NEW YORK (AP) -- Talk of more deal-making is sending stock prices higher Tuesday, setting the market up to continue a seven-week rally.
Reports that retailers Office Depot and OfficeMax are discussing a merger come after several big corporate deals were announced in recent weeks. Some investors are betting that more deals could be on the way as buyers pay premium prices for publicly traded companies.
The Dow Jones industrial average rose 49 points to 14,031 shortly after 1 p.m. EST. U.S. markets were closed Monday for the Presidents' Day holiday.
The gains were widely shared, if slight. Eight of the 10 industry groups tracked by the Standard & Poor's 500 index inched higher, led by consumer staples. Two stocks rose for every one that fell on the New York Stock Exchange.
The S&P 500 was up eight points at 1,528. The technology-heavy Nasdaq composite index was up 12 points at 3,204. Google crossed $800 for the first time.
“It seems that investors are more comfortable with taking risk right now,” said Jack Ablin, chief investment officer at BMO Private Bank in Chicago. That's despite the $1.2 trillion in automatic federal spending cuts that are scheduled to start March 1 unless Congress and the White House find a way to avoid them. Congress returns from vacation next week.
Previous budget battles in Washington have rattled financial markets. But this time out, many investors seem unfazed by the prospect that Congress won't stop the “sequester” from kicking in. One reason is that the cuts are spread across the board for a decade, instead of all at once.
“I think investors are actually comforted by it,” Ablin said. “It's not ideal. But if Congress can't do it when left to their own devices, this is the next best thing.”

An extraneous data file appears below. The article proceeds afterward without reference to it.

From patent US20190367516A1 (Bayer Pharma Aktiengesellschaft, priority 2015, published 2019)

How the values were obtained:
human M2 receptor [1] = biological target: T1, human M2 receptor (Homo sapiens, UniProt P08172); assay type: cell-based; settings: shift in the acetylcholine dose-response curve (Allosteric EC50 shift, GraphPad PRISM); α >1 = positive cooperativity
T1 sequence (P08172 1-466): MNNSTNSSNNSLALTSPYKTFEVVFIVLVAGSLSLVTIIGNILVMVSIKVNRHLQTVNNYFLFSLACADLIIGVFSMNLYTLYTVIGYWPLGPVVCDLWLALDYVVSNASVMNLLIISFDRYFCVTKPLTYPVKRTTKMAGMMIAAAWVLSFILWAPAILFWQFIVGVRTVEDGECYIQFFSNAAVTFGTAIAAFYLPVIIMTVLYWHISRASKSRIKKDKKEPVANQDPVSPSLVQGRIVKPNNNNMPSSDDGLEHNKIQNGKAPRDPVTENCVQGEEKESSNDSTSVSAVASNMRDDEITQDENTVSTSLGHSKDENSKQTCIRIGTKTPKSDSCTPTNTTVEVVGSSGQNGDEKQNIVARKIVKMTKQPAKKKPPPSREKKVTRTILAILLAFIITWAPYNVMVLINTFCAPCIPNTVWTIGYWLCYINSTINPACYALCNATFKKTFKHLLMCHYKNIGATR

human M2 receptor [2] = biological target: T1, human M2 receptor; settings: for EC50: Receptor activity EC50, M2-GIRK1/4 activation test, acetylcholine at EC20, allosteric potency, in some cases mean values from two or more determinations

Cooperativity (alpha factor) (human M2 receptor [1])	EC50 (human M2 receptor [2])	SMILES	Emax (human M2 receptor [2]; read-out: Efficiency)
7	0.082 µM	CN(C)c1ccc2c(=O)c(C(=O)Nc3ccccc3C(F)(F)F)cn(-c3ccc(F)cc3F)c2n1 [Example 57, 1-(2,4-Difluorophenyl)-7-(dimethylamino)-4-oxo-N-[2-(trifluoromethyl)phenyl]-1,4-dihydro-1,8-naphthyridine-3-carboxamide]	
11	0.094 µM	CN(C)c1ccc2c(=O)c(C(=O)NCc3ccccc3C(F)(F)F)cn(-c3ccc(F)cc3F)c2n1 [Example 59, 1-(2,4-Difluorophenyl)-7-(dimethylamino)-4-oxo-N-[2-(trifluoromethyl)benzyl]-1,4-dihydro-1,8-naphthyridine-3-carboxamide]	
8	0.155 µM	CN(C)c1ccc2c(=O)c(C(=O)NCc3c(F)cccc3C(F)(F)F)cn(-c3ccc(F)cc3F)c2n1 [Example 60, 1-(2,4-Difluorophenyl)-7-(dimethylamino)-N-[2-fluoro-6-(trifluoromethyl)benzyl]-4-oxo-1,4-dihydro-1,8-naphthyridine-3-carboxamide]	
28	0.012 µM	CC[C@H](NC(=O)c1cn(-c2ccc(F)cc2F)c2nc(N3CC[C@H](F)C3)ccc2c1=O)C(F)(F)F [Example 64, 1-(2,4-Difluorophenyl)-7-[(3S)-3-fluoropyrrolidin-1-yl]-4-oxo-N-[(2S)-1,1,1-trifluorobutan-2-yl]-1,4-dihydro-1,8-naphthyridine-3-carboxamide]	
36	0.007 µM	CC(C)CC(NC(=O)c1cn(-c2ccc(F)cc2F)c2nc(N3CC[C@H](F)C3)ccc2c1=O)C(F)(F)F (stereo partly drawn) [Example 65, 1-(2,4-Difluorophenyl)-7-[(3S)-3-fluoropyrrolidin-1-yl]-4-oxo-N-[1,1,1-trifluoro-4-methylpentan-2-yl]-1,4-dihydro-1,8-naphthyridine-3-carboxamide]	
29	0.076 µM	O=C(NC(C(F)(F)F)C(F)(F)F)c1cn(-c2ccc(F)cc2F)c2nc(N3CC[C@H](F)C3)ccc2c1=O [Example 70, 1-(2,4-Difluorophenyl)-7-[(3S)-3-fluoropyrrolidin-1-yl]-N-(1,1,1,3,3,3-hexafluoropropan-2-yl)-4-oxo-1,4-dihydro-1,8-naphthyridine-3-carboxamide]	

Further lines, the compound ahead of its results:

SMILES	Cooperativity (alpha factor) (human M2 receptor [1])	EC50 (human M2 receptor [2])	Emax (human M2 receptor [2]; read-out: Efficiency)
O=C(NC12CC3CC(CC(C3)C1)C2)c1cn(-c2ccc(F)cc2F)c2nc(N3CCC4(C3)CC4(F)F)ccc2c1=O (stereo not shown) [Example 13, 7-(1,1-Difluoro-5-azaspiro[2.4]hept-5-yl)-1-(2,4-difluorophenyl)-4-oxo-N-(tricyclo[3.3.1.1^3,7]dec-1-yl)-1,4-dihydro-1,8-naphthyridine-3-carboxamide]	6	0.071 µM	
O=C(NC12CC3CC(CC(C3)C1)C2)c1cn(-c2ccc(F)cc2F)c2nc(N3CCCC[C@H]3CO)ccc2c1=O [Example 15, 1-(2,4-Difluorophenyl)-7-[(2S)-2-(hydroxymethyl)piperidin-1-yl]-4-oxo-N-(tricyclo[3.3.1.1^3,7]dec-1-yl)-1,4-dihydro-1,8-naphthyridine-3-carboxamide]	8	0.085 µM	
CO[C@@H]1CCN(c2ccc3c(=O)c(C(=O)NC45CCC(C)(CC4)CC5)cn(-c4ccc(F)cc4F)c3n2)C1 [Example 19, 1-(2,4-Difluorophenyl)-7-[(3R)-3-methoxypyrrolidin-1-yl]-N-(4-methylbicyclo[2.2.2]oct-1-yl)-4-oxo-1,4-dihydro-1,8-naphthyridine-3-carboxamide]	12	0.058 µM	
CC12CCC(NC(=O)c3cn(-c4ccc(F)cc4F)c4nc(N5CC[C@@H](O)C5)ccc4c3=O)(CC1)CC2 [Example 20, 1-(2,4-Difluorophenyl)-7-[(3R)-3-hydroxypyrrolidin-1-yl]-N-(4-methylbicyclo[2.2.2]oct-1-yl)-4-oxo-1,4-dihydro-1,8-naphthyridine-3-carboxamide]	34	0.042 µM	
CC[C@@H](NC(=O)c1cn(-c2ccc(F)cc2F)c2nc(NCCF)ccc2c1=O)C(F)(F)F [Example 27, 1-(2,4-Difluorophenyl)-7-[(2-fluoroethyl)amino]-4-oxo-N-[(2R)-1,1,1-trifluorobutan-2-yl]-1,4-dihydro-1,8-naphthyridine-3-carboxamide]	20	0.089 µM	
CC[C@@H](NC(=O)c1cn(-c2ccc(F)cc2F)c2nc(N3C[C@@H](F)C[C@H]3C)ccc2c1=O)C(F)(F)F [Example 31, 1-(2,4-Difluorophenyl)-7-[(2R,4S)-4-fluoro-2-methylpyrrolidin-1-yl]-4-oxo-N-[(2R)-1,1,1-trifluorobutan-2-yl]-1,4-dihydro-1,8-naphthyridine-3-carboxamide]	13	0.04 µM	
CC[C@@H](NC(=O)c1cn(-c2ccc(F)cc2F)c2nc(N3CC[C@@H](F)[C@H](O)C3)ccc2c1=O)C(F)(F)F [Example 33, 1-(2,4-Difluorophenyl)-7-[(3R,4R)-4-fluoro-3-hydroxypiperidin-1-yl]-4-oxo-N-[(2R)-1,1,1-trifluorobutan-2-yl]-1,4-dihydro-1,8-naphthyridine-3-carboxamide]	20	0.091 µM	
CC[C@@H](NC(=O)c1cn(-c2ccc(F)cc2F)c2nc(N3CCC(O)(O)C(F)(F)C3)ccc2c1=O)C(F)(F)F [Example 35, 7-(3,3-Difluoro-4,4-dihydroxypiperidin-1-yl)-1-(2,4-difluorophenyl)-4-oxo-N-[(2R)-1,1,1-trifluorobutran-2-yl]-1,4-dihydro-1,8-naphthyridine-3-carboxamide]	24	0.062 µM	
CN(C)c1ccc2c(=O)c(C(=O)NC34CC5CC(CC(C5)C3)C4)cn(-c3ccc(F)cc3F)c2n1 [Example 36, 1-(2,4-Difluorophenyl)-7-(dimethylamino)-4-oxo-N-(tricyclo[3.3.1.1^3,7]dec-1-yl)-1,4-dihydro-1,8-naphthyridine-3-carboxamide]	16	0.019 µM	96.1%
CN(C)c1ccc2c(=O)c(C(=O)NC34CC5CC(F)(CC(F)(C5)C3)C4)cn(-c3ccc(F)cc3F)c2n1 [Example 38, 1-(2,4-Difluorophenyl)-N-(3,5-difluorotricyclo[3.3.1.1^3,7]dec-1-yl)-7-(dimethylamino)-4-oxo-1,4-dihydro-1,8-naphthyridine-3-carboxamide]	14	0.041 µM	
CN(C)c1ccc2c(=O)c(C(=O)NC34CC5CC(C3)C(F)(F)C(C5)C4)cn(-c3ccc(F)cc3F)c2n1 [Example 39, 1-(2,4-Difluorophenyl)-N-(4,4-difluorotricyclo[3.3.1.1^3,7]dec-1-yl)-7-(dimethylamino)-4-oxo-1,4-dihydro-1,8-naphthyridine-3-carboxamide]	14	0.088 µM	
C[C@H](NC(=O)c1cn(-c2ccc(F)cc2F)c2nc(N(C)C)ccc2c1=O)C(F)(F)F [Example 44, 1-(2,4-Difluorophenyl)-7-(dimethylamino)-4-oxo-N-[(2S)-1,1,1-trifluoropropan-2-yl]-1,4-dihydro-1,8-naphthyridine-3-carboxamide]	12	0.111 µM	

Markets were also higher in Europe following news that the German economy is picking up steam. Indexes rose more than 1 percent in Germany and France.
Stocks of office supplies stores jumped following a report in The Wall Street Journal that OfficeMax and Office Depot were considering a deal to combine, which would result in big cost savings. The paper said an announcement could come as early as this week.
OfficeMax soared $2.14 to $12.89, a gain of 20 percent, and Office Depot shot up 41 cents to an even $5, a gain of 18 percent. Staples also rose as investors anticipated that more mergers could be on the way for companies that sell office supplies.
Analysts cautioned that antitrust regulators may block mergers in the office supply business. Staples, for instance, tried to buy Office Depot in 1997, but was stopped by the Federal Trade Commission.
The news follows a recent wave of big corporate deals involving household names Heinz and Dell.
Health insurers fell after the release of preliminary government data that suggests rate cuts to Medicare Advantage plans for next year will be steeper than many had anticipated.
The two largest Medicare Advantage providers, Humana and UnitedHealth, sank. Humana had the biggest loss in the S&P 500, dropping $5.46 to $72.54, a loss of 7 percent. UnitedHealth fell 98 cents to $56.34.
The government says it expects costs per person for Medicare Advantage plans to fall more than 2 percent in 2014. The government uses this figure as a benchmark to determine payments for these privately run versions of the government's health care program for the elderly and disabled.
In the market for U.S. government bonds, the yield on the 10-year Treasury traded at an even 2 percent, unchanged from late Friday.